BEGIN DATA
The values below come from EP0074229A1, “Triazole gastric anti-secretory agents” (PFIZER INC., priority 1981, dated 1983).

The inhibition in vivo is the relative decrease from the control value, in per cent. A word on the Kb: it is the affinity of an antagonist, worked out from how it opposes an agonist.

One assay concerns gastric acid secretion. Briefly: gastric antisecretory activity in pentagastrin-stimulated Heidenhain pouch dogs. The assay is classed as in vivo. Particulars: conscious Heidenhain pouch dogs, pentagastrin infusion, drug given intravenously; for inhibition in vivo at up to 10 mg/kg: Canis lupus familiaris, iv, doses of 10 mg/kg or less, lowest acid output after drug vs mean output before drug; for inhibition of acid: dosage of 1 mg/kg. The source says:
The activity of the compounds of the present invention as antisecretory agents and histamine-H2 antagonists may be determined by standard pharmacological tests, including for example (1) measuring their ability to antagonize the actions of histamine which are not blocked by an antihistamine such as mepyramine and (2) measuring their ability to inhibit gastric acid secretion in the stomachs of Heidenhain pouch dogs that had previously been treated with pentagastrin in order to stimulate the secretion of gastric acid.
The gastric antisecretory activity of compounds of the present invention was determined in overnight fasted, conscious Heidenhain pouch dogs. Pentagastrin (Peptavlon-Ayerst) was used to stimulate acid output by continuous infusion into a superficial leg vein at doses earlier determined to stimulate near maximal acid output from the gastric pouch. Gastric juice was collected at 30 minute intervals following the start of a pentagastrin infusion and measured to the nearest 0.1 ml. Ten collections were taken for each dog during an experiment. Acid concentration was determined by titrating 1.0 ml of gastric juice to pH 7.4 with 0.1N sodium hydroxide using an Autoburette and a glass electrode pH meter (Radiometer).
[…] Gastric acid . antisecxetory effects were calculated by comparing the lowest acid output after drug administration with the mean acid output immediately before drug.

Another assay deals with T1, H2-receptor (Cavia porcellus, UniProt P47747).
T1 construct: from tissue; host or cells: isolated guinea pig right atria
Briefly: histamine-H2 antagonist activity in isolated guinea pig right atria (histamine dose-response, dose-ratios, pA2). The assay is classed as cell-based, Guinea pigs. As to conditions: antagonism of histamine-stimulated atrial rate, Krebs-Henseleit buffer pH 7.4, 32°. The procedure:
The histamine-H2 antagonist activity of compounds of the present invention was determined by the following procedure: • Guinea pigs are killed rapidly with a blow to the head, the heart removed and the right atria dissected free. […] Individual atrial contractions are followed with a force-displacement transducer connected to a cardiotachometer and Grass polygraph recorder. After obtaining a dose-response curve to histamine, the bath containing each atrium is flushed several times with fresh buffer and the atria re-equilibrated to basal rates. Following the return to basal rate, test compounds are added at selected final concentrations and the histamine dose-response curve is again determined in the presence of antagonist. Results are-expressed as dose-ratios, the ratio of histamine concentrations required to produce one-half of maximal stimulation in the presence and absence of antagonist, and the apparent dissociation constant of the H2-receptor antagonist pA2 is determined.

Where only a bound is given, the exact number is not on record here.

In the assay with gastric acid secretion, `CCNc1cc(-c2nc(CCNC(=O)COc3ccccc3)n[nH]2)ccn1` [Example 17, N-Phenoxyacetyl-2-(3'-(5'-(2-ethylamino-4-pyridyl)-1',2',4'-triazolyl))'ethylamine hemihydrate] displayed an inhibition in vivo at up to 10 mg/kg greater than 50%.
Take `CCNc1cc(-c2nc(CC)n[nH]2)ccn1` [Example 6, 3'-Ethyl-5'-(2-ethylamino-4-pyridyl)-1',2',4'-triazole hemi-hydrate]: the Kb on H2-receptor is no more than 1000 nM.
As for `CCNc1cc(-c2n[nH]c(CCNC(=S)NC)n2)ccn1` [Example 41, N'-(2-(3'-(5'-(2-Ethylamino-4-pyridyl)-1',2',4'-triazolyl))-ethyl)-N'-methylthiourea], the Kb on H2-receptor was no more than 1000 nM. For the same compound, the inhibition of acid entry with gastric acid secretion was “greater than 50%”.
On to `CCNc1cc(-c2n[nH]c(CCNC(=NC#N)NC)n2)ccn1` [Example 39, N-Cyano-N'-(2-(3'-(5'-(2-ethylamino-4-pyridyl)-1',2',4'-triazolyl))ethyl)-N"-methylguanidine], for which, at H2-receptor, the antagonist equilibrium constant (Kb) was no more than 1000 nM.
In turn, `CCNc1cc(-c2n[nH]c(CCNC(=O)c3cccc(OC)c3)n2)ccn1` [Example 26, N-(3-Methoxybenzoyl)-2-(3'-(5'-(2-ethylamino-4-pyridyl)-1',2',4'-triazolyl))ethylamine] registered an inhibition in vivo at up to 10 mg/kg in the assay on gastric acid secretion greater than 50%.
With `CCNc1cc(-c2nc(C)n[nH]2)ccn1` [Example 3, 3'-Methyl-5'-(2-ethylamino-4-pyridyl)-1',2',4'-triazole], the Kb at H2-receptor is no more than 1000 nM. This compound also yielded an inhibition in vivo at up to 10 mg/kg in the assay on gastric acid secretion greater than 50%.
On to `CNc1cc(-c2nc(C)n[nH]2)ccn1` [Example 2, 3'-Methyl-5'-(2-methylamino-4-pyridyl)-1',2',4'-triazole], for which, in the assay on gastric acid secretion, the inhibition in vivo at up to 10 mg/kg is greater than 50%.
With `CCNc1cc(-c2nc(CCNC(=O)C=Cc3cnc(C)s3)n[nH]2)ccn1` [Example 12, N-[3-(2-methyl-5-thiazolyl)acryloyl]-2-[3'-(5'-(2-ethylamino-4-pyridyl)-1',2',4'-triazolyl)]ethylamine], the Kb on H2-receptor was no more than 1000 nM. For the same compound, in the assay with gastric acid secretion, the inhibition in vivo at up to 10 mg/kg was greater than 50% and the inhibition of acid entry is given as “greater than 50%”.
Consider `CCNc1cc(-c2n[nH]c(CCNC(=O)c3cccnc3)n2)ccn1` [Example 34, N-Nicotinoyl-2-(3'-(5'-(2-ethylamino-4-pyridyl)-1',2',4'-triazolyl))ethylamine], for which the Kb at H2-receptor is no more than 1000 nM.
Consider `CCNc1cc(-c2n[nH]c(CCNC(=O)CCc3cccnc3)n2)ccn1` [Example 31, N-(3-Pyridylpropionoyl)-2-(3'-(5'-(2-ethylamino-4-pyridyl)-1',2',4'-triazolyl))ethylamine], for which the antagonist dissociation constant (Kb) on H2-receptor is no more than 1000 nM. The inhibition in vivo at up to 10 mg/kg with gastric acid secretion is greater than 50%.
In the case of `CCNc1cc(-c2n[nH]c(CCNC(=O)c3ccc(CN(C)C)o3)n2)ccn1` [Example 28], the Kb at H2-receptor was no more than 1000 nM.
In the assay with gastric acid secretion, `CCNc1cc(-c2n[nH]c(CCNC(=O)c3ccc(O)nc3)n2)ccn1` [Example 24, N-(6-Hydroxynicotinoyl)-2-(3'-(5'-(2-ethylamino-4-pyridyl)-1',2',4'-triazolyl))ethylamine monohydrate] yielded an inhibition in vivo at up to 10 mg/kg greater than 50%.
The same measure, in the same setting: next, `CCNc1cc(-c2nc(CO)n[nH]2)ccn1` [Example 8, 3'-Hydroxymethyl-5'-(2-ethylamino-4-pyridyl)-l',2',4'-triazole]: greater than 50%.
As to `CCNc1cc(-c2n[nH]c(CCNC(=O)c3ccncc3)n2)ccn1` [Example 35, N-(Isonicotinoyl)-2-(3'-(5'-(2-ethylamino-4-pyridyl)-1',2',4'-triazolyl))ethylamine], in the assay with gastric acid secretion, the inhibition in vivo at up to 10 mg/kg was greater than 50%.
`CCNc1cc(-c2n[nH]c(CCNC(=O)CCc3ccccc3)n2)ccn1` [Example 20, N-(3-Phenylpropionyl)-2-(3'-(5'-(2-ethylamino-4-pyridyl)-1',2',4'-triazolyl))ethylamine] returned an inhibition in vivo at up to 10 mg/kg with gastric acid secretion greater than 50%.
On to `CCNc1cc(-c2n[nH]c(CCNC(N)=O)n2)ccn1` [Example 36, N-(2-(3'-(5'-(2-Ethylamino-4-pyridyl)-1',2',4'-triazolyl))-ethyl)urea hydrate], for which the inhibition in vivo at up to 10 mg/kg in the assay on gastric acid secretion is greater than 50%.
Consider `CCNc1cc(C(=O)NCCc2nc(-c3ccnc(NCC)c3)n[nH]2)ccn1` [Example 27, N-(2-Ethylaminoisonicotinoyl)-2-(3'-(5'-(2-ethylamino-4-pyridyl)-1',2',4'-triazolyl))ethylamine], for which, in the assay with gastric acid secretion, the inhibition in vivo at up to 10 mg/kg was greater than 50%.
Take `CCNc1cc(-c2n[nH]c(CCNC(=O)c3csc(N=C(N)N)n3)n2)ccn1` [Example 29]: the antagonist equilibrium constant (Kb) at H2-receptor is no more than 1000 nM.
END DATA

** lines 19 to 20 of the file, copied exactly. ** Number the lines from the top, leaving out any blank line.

With `CCNc1cc(-c2nc(CCNC(=O)C=Cc3cnc(C)s3)n[nH]2)ccn1` [Example 12, N-[3-(2-methyl-5-thiazolyl)acryloyl]-2-[3'-(5'-(2-ethylamino-4-pyridyl)-1',2',4'-triazolyl)]ethylamine], the Kb on H2-receptor was no more than 1000 nM. For the same compound, in the assay with gastric acid secretion, the inhibition in vivo at up to 10 mg/kg was greater than 50% and the inhibition of acid entry is given as “greater than 50%”.
Consider `CCNc1cc(-c2n[nH]c(CCNC(=O)c3cccnc3)n2)ccn1` [Example 34, N-Nicotinoyl-2-(3'-(5'-(2-ethylamino-4-pyridyl)-1',2',4'-triazolyl))ethylamine], for which the Kb at H2-receptor is no more than 1000 nM.